By: Saidu Jalloh

Minister Kenyeh Barlay, the Minister of Planning and Economic Development of Sierra Leone and Chair of g7+, delivered a powerful address at the COP28 UAE event focused on “Building Resilience through scaling up climate action in fragile and conflict-affected settings.”

Expressing profound gratitude to the COP28 Presidency and the United Arab Emirates, Minister Barlay commended the launch of ‘Relief, Recovery, and Peace’ Day, emphasizing its significance for those living in contexts of conflict, fragility, and vulnerability within the g7+ group.

In her impactful remarks, Minister Barlay highlighted the existential and intractable nature of climate change, underscoring the challenges faced by conflict-affected countries, including Sierra Leone and the g7+ Group. She lamented the historical lack of decisive international action, attributing it to economic interests hindering developed countries from reaching consensus on carbon emission targets.

The Minister brought attention to the harsh realities faced by fragile countries, least responsible for climate change yet experiencing the severe impacts of climate-related shocks such as droughts, floods, and extreme weather changes. She cited alarming statistics, noting that 40 out of 44 countries facing alarming hunger levels are classified as fragile, according to the global hunger index.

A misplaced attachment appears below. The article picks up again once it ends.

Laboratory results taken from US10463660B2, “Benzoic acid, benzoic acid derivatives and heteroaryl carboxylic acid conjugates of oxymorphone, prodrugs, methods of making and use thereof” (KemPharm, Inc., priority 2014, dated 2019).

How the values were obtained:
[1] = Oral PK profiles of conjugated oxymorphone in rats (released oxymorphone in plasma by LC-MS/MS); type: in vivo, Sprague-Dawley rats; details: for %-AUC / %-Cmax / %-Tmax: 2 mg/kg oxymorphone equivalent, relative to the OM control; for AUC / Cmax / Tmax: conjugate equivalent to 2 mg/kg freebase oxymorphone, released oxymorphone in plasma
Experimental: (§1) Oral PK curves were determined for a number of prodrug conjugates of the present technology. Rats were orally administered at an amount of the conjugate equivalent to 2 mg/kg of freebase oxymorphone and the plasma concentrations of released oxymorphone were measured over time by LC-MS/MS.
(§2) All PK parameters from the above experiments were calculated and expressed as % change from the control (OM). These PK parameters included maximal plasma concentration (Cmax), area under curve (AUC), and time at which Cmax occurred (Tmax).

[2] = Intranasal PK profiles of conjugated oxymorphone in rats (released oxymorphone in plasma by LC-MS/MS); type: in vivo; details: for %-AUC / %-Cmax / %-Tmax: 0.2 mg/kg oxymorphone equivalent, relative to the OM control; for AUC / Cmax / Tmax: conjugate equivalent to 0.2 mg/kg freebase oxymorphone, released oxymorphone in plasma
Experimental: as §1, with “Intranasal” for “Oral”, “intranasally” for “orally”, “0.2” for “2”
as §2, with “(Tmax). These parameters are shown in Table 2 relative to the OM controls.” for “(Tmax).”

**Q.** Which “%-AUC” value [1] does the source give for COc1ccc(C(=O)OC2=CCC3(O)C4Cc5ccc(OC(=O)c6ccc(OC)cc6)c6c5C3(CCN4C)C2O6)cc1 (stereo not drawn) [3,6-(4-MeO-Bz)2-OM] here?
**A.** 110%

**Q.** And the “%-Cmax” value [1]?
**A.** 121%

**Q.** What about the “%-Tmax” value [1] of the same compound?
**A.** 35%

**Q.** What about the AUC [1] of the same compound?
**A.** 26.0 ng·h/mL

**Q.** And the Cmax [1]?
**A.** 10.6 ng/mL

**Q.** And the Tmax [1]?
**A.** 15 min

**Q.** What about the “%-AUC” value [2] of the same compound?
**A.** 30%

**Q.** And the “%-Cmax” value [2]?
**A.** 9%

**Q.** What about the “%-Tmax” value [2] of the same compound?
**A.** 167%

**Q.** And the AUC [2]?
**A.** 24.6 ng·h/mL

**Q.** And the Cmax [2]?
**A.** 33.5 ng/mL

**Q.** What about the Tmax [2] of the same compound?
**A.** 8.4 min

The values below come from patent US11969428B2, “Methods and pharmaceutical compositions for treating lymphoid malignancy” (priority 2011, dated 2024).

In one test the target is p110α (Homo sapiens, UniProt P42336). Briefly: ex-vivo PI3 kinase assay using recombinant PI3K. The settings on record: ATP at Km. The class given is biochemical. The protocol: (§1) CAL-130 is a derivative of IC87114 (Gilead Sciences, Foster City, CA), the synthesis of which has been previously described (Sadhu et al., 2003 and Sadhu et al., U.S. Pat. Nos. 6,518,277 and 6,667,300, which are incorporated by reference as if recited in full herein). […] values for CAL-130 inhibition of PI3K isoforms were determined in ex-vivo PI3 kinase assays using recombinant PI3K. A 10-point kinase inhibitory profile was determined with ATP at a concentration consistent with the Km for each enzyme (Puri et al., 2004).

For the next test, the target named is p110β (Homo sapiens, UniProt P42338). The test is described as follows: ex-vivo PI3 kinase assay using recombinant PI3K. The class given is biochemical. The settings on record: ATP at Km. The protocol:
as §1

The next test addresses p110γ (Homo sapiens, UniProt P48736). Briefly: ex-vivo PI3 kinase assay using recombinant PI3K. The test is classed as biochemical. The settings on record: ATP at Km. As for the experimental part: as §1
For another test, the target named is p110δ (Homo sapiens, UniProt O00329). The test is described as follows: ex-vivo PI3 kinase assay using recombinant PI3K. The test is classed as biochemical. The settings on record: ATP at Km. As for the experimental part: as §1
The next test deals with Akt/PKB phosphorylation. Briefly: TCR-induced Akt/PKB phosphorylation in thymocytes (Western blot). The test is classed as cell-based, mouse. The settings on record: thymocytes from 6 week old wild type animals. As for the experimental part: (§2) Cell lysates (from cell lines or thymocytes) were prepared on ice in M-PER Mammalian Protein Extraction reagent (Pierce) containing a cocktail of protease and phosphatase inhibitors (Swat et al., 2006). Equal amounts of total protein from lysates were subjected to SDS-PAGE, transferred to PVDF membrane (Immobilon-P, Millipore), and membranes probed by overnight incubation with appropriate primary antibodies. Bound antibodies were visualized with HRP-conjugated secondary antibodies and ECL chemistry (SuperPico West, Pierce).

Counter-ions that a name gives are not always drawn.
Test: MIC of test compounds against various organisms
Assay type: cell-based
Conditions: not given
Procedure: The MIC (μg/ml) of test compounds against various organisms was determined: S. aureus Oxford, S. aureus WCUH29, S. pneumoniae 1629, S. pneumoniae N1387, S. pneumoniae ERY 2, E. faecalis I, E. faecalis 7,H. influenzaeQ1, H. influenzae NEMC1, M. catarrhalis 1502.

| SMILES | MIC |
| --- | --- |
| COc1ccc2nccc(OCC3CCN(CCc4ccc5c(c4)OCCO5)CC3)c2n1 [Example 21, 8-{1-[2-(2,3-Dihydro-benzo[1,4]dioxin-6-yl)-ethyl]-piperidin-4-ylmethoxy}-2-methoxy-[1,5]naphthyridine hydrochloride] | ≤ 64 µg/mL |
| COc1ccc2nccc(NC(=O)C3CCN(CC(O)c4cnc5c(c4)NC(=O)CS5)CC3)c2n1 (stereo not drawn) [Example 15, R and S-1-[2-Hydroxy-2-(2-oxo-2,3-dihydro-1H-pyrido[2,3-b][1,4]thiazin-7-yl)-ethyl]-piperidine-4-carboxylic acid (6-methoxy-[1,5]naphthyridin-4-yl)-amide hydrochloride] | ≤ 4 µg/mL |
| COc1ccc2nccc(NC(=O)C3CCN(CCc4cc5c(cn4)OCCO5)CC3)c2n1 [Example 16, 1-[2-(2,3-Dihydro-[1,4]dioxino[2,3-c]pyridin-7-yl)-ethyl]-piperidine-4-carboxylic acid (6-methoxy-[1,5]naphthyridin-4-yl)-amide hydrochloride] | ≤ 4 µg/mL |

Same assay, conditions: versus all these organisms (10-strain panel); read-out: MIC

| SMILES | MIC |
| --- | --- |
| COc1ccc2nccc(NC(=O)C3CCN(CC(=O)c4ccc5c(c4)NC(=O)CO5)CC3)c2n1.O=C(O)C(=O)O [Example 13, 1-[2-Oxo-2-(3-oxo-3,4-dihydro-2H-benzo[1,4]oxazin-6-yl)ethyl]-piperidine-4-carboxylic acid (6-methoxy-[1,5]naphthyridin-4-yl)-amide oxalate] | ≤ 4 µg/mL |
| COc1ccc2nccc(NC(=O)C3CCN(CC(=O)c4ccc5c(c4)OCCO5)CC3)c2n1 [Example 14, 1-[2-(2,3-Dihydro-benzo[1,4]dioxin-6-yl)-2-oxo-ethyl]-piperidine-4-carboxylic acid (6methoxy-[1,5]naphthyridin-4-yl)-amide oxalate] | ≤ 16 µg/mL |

Minister Barlay detailed the complex interplay of climate change, poverty, conflict, and fragility, pushing countries into a vicious circle of vulnerability. She emphasized the crucial role of the COP28 Declaration on Climate, Relief, Recovery, and Peace, asserting its necessity for the survival of conflict-affected nations and their people.

In outlining the aspirations of the g7+, Minister Barlay presented a four-point agenda. Firstly, she called for the COP28 Declaration to contribute to the global discourse on building resilience through accelerated actions and financing. Secondly, she advocated for a nexus approach, integrating considerations for peace, stability, and institutions. Thirdly, she highlighted the need for increased financial resources for fragile countries, addressing the severe financing gap they face.

The Minister concluded with a call for emphasis on climate-smart agriculture, climate-resilient infrastructure, citizen-centric governance, and social spending to mitigate the adverse impacts of climate change in fragile and conflict-affected countries.

Minister Kenyeh Barlay’s address at COP28 positions her as a vocal advocate for the urgent climate needs of conflict-affected nations, adding a compelling voice to the global discourse on climate action and resilience. The deliberations during the conference are anticipated to influence policies and actions for a more sustainable and secure future for vulnerable communities.


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